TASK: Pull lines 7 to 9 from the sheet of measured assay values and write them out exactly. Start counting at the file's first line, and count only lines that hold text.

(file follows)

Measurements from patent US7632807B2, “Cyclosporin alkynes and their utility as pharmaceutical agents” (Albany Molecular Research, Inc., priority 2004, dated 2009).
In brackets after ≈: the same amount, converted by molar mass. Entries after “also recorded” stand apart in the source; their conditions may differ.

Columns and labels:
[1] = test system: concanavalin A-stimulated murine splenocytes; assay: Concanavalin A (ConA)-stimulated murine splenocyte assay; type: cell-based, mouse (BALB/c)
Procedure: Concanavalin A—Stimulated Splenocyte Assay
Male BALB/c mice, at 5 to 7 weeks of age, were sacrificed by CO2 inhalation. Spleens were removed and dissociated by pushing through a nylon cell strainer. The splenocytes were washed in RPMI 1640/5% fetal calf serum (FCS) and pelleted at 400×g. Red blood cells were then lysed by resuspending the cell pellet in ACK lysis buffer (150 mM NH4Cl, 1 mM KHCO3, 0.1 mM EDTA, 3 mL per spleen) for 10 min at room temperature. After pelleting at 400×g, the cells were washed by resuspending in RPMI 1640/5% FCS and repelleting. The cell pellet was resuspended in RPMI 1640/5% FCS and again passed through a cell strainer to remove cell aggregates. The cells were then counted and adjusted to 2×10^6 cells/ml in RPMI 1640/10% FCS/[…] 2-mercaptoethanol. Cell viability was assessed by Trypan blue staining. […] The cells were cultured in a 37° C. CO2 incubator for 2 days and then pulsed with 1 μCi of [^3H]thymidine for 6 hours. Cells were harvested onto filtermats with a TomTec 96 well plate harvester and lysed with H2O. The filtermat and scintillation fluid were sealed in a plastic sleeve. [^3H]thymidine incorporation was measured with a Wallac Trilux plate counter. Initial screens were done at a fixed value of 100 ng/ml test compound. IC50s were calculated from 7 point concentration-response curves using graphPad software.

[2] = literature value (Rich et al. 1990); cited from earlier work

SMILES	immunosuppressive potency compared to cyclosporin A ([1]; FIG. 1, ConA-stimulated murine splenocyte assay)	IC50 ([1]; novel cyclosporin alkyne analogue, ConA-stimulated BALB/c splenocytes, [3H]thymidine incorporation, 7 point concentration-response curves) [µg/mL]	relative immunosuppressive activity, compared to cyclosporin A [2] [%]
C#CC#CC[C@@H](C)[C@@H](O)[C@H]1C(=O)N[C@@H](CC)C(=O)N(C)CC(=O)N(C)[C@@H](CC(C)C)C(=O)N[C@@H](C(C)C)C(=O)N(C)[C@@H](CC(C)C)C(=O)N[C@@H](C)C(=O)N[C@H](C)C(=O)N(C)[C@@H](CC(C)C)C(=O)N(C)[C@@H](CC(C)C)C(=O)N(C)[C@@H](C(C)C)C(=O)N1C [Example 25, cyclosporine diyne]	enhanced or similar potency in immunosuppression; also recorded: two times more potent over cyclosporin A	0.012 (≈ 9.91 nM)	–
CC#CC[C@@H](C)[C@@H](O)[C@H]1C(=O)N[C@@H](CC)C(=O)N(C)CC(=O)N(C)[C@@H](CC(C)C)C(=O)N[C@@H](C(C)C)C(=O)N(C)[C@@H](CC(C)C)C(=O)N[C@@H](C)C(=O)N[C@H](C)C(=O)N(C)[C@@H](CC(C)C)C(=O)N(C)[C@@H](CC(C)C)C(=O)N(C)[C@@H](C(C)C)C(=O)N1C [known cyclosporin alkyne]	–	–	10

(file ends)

[2] = literature value (Rich et al. 1990); cited from earlier work

SMILES	immunosuppressive potency compared to cyclosporin A ([1]; FIG. 1, ConA-stimulated murine splenocyte assay)	IC50 ([1]; novel cyclosporin alkyne analogue, ConA-stimulated BALB/c splenocytes, [3H]thymidine incorporation, 7 point concentration-response curves) [µg/mL]	relative immunosuppressive activity, compared to cyclosporin A [2] [%]
C#CC#CC[C@@H](C)[C@@H](O)[C@H]1C(=O)N[C@@H](CC)C(=O)N(C)CC(=O)N(C)[C@@H](CC(C)C)C(=O)N[C@@H](C(C)C)C(=O)N(C)[C@@H](CC(C)C)C(=O)N[C@@H](C)C(=O)N[C@H](C)C(=O)N(C)[C@@H](CC(C)C)C(=O)N(C)[C@@H](CC(C)C)C(=O)N(C)[C@@H](C(C)C)C(=O)N1C [Example 25, cyclosporine diyne]	enhanced or similar potency in immunosuppression; also recorded: two times more potent over cyclosporin A	0.012 (≈ 9.91 nM)	–